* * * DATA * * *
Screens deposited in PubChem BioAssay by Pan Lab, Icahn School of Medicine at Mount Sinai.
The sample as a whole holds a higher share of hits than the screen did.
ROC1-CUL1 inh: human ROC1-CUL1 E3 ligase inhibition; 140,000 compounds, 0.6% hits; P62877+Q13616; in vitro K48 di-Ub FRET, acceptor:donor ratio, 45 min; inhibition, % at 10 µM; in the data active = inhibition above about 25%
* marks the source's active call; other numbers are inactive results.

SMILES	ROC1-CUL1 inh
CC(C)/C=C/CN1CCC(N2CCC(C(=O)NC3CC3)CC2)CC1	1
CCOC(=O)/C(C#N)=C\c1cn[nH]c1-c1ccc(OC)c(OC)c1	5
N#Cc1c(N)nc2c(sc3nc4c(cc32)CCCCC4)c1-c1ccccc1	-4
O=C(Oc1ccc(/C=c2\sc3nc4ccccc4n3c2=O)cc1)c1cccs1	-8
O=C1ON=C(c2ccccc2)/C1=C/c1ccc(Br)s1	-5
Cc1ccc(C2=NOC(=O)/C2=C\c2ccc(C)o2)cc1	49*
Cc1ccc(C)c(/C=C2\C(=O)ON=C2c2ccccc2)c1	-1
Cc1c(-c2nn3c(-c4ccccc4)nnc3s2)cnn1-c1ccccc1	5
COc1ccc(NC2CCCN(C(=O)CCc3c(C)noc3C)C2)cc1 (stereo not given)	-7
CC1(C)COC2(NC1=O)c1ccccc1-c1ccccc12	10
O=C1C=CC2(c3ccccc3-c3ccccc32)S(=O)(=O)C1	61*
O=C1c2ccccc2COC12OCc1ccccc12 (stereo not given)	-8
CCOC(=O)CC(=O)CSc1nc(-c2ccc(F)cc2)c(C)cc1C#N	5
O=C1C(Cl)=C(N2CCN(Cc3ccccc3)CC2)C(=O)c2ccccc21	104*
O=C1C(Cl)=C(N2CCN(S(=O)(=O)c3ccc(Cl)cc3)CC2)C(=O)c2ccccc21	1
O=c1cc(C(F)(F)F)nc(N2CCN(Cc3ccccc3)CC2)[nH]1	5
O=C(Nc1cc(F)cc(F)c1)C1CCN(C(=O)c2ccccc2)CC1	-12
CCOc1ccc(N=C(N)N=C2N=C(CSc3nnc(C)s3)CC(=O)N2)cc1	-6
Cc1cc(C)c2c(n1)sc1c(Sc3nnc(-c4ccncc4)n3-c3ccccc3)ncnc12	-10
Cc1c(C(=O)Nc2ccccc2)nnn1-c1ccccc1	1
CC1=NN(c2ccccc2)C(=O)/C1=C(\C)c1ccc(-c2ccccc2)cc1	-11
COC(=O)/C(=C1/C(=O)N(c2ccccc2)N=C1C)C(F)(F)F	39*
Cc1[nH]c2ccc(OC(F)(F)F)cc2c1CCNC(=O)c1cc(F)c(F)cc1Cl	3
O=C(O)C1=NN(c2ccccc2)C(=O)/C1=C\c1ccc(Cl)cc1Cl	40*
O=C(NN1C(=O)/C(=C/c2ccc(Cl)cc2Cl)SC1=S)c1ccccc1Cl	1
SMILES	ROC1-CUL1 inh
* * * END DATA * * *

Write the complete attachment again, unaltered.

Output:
Screens deposited in PubChem BioAssay by Pan Lab, Icahn School of Medicine at Mount Sinai.
The sample as a whole holds a higher share of hits than the screen did.
ROC1-CUL1 inh: human ROC1-CUL1 E3 ligase inhibition; 140,000 compounds, 0.6% hits; P62877+Q13616; in vitro K48 di-Ub FRET, acceptor:donor ratio, 45 min; inhibition, % at 10 µM; in the data active = inhibition above about 25%
* marks the source's active call; other numbers are inactive results.

SMILES	ROC1-CUL1 inh
CC(C)/C=C/CN1CCC(N2CCC(C(=O)NC3CC3)CC2)CC1	1
CCOC(=O)/C(C#N)=C\c1cn[nH]c1-c1ccc(OC)c(OC)c1	5
N#Cc1c(N)nc2c(sc3nc4c(cc32)CCCCC4)c1-c1ccccc1	-4
O=C(Oc1ccc(/C=c2\sc3nc4ccccc4n3c2=O)cc1)c1cccs1	-8
O=C1ON=C(c2ccccc2)/C1=C/c1ccc(Br)s1	-5
Cc1ccc(C2=NOC(=O)/C2=C\c2ccc(C)o2)cc1	49*
Cc1ccc(C)c(/C=C2\C(=O)ON=C2c2ccccc2)c1	-1
Cc1c(-c2nn3c(-c4ccccc4)nnc3s2)cnn1-c1ccccc1	5
COc1ccc(NC2CCCN(C(=O)CCc3c(C)noc3C)C2)cc1 (stereo not given)	-7
CC1(C)COC2(NC1=O)c1ccccc1-c1ccccc12	10
O=C1C=CC2(c3ccccc3-c3ccccc32)S(=O)(=O)C1	61*
O=C1c2ccccc2COC12OCc1ccccc12 (stereo not given)	-8
CCOC(=O)CC(=O)CSc1nc(-c2ccc(F)cc2)c(C)cc1C#N	5
O=C1C(Cl)=C(N2CCN(Cc3ccccc3)CC2)C(=O)c2ccccc21	104*
O=C1C(Cl)=C(N2CCN(S(=O)(=O)c3ccc(Cl)cc3)CC2)C(=O)c2ccccc21	1
O=c1cc(C(F)(F)F)nc(N2CCN(Cc3ccccc3)CC2)[nH]1	5
O=C(Nc1cc(F)cc(F)c1)C1CCN(C(=O)c2ccccc2)CC1	-12
CCOc1ccc(N=C(N)N=C2N=C(CSc3nnc(C)s3)CC(=O)N2)cc1	-6
Cc1cc(C)c2c(n1)sc1c(Sc3nnc(-c4ccncc4)n3-c3ccccc3)ncnc12	-10
Cc1c(C(=O)Nc2ccccc2)nnn1-c1ccccc1	1
CC1=NN(c2ccccc2)C(=O)/C1=C(\C)c1ccc(-c2ccccc2)cc1	-11
COC(=O)/C(=C1/C(=O)N(c2ccccc2)N=C1C)C(F)(F)F	39*
Cc1[nH]c2ccc(OC(F)(F)F)cc2c1CCNC(=O)c1cc(F)c(F)cc1Cl	3
O=C(O)C1=NN(c2ccccc2)C(=O)/C1=C\c1ccc(Cl)cc1Cl	40*
O=C(NN1C(=O)/C(=C/c2ccc(Cl)cc2Cl)SC1=S)c1ccccc1Cl	1
SMILES	ROC1-CUL1 inh